The establishment of the Joseon (“Fresh Dawn”) dynasty in 1392, following a revolutionary yet bloodless coup, purged the corrupt practices of the Goryeo regime, ended Mongol domination, and fueled an extraordinary cultural renaissance. The new political vision of the state promoted Neo-Confucianism in both theoretical explorations and practical implementation in nearly every aspect of society. Buddhism, the state-sanctioned religion for more than a thousand years, was officially rejected, though private worship and artistic production continued. The Neo-Confucian royal court and elite literati (yangban), the primary patrons of the arts, embraced and encouraged the advancement of secular art and culture. The fifteenth and sixteenth centuries witnessed the revival and reinterpretation of classical traditions alongside significant achievements in innovative art forms. Under King Sejong (r. 1418–50), who was the embodiment of a renaissance monarch, a unique, phonetic alphabet (hangeul) was created, permitting an accurate transcription of the native language and the wide dissemination of Confucian texts and mores.
Neo-Confucianism, the dominant political ideology of early Joseon society, dictated many aspects of life, including education, familial and social relations, and production of the visual arts. Artists in the court’s Bureau of Painting created works advancing Neo-Confucian ideals: for example, portraits of “meritorious subjects”—political figures who served the goals of the state and the monarch—or painted records of men in government, particularly the Confucian literati. White porcelain was the dominant form of ceramics in this period. Its appeal for the Joseon elite lay in its aesthetic of purity and restrained elegance, which resonated with the ideals of Neo-Confucian teachings.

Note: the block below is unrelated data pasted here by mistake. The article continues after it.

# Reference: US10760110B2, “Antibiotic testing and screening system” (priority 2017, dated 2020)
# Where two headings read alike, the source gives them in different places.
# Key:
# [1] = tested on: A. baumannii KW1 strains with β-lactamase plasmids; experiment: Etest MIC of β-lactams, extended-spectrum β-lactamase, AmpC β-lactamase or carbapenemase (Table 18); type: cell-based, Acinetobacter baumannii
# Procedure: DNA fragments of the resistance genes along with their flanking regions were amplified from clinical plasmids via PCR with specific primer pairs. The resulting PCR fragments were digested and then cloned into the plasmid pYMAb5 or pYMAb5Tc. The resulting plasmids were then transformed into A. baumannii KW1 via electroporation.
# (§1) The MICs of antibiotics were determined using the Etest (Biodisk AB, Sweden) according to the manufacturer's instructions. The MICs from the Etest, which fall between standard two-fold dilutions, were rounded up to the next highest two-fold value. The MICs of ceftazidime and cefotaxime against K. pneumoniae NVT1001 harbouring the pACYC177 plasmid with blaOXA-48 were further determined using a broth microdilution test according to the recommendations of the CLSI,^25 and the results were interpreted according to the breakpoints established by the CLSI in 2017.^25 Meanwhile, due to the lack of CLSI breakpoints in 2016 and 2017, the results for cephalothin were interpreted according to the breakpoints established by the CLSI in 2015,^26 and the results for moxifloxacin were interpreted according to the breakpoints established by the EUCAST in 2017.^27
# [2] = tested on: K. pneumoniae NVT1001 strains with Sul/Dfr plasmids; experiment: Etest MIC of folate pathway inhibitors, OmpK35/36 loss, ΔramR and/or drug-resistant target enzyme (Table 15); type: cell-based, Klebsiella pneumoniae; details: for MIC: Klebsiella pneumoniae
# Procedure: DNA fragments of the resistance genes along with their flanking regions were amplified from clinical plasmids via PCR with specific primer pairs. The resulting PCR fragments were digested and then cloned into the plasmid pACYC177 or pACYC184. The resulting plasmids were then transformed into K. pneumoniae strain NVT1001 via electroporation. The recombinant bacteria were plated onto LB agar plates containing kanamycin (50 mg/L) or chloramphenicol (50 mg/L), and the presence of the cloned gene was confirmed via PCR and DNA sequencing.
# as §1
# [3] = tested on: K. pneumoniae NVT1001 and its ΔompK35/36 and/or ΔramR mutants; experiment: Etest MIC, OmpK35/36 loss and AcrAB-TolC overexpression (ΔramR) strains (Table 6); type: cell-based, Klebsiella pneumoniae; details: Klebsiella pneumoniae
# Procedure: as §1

One significant body of landscape painting from the early Joseon period comprises works illustrating scenery or places in China of literary fame and with nostalgic associations—for example, the Xiao and Xiang rivers in the modern province of Hunan, a region historically identified with exile and lament. Though known and adapted during the Goryeo dynasty (918–1392), the theme reached a new height of popularity in the fifteenth and sixteenth centuries, with most extant paintings dating to the latter. Meanwhile, in contemporary Ming-dynasty China, the number and reputation of paintings on this subject dwindled, compared to the earlier Song period. The early Joseon scrolls and screens illustrating the Eight Views represent Korean transformations of this classic theme and of landscapes more broadly.
Many landscapes from this period, chief among them the Eight Views, are painted in the An Gyeon style—coined after the most celebrated and influential landscapist of the early Joseon, who was active around the mid-fifteenth century. The formidable legacy of An Gyeon also reveals a deeper layer of homage to the classical past, to the Northern Song landscapist par excellence, Guo Xi (ca. 1000–ca. 1090). Some notable features of the An Gyeon style include the cloudlike mountain forms and the pine trees; the dramatic interpenetration of solids and voids; the effective contrast between light and dark ink tones; and the powerful command of brushstrokes and modeling ink washes.
Paintings depicting reunions of government officials current and retired, as well as gatherings of newly minted officials—those who had just passed the entrance examination for civil or military service and were about to embark on government careers—make up a unique and vibrant genre within early Joseon paintings. They also attest to the value placed on proper Neo-Confucian education and literary fluency as keys to social advancement in early Joseon society. A copy of the visual record was usually made for each participant to take home as a keepsake, though some paintings appear to have been made as singular works.